A recent commenter asked the following question:
If you are a clinical researcher, how do you test a treatment for recurring body-wide pain and extreme fatigue that has lasted more than a year? How do you use science to test whether X treatment works? What measurement(s) do you make pre- and post-treatment to produce a clinical study that supports or indicates the underlying reality?
In this hypothetical, let’s say the reality is that the treatment produces significant reductions in the body-wide pain and fatigue in 98% the afflicted. How do you produce a legitimate, science-based study that supports this?
For someone who is suffering, the details of designing a clinical study may not be the first thing on their mind. But for researchers, it must be. Clinicians must then be able to assimilate relevant data to use in treating their patients.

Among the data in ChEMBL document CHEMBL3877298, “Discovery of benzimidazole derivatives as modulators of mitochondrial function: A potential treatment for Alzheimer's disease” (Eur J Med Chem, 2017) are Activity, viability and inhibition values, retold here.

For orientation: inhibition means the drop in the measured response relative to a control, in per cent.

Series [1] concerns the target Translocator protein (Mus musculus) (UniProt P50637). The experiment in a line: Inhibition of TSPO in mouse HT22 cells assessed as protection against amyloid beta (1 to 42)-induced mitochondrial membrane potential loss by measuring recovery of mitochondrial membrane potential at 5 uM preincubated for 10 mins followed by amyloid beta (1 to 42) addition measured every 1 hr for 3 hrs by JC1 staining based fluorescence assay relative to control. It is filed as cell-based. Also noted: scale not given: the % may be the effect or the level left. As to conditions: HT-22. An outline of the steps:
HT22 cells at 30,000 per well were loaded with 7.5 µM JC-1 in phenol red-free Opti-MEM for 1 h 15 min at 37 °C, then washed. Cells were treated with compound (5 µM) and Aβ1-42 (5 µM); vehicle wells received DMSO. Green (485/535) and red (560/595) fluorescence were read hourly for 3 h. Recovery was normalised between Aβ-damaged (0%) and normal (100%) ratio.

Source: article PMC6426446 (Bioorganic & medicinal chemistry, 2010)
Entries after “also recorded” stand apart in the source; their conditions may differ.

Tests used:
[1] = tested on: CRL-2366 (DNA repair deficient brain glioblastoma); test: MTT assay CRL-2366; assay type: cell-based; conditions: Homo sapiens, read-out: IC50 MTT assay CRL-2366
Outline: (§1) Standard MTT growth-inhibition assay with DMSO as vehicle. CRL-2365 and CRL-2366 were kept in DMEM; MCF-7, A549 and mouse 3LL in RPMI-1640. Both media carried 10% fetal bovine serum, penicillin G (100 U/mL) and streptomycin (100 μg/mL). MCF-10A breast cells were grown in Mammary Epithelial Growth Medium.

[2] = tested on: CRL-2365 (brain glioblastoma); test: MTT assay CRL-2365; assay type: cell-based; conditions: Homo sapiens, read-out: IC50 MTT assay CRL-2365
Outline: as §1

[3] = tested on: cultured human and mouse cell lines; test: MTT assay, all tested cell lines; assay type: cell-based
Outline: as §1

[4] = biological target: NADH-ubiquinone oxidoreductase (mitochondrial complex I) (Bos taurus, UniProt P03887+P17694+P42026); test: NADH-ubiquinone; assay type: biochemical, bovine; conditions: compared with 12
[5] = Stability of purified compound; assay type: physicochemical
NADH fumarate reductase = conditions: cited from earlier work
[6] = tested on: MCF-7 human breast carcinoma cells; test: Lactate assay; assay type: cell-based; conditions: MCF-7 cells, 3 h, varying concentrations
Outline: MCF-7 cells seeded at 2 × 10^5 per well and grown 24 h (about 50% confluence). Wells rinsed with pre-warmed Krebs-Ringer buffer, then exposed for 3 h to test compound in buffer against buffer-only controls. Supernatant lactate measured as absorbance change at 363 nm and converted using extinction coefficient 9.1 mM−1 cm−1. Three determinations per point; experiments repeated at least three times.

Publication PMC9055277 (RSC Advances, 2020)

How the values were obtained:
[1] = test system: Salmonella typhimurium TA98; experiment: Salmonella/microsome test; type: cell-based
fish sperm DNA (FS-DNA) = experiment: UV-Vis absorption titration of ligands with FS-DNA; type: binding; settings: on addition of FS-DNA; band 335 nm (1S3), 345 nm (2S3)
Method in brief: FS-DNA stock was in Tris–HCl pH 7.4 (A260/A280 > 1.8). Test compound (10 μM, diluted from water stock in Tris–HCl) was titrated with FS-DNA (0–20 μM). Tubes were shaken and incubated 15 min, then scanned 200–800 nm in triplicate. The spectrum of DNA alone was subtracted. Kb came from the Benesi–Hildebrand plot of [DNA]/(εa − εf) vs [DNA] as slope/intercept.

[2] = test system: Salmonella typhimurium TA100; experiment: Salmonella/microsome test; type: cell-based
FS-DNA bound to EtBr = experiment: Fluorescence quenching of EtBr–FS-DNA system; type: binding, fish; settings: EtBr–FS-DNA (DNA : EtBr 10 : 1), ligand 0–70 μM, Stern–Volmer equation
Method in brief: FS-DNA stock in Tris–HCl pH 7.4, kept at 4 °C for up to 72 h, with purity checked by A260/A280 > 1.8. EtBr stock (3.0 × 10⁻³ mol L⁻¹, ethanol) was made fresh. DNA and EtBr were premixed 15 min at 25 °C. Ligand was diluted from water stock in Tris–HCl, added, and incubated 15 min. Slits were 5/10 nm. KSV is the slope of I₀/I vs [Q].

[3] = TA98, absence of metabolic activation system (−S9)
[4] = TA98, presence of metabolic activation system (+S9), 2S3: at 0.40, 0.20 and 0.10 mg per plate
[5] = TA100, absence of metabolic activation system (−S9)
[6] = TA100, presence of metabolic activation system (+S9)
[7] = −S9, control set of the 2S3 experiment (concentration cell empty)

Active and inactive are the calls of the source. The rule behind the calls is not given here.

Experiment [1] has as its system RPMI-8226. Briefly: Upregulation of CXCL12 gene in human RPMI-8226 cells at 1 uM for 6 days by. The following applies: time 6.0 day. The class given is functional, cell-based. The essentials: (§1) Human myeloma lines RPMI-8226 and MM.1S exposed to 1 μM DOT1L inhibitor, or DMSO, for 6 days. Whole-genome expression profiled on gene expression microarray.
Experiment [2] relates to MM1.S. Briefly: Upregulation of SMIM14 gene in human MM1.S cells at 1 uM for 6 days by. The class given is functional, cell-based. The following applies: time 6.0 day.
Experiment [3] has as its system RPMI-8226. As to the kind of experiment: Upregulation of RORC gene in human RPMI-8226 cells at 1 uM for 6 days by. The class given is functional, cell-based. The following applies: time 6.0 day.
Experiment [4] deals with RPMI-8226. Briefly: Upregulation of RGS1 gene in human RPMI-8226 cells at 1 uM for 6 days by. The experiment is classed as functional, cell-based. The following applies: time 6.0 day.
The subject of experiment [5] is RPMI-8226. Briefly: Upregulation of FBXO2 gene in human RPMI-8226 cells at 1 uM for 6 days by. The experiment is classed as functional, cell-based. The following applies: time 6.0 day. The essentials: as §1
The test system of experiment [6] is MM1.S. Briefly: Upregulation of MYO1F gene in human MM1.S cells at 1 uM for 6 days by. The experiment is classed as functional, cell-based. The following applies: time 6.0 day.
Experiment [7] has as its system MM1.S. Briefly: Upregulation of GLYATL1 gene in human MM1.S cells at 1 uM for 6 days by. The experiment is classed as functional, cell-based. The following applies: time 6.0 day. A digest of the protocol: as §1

The first task in looking at this question is, “what is the question?” In this case, we need a disease or syndrome with a useful operational definition. Since the commenter hasn’t given us one, we’ll choose “fibromyalgia”. This syndrome is difficult but not impossible to study. It’s difficult because it is syndromic; we can define a list of signs and symptoms and create an operational definition, but we cannot pathologically define the illness.
In this case, we can measure exactly what the commenter asks. We can choose an intervention, say, a sleep aid called Miraculum, and design a randomized controlled trial. Patients can be recruited, randomized to placebo or Miraculum, and outcomes of interest can be measured. There are many tools to measure these outcomes including visual analog pain scales and quality of life measures. The numbers can be crunched and interpreted, and voila, we have an answer (and usually more questions as well).
I hope this helps our curious commenter.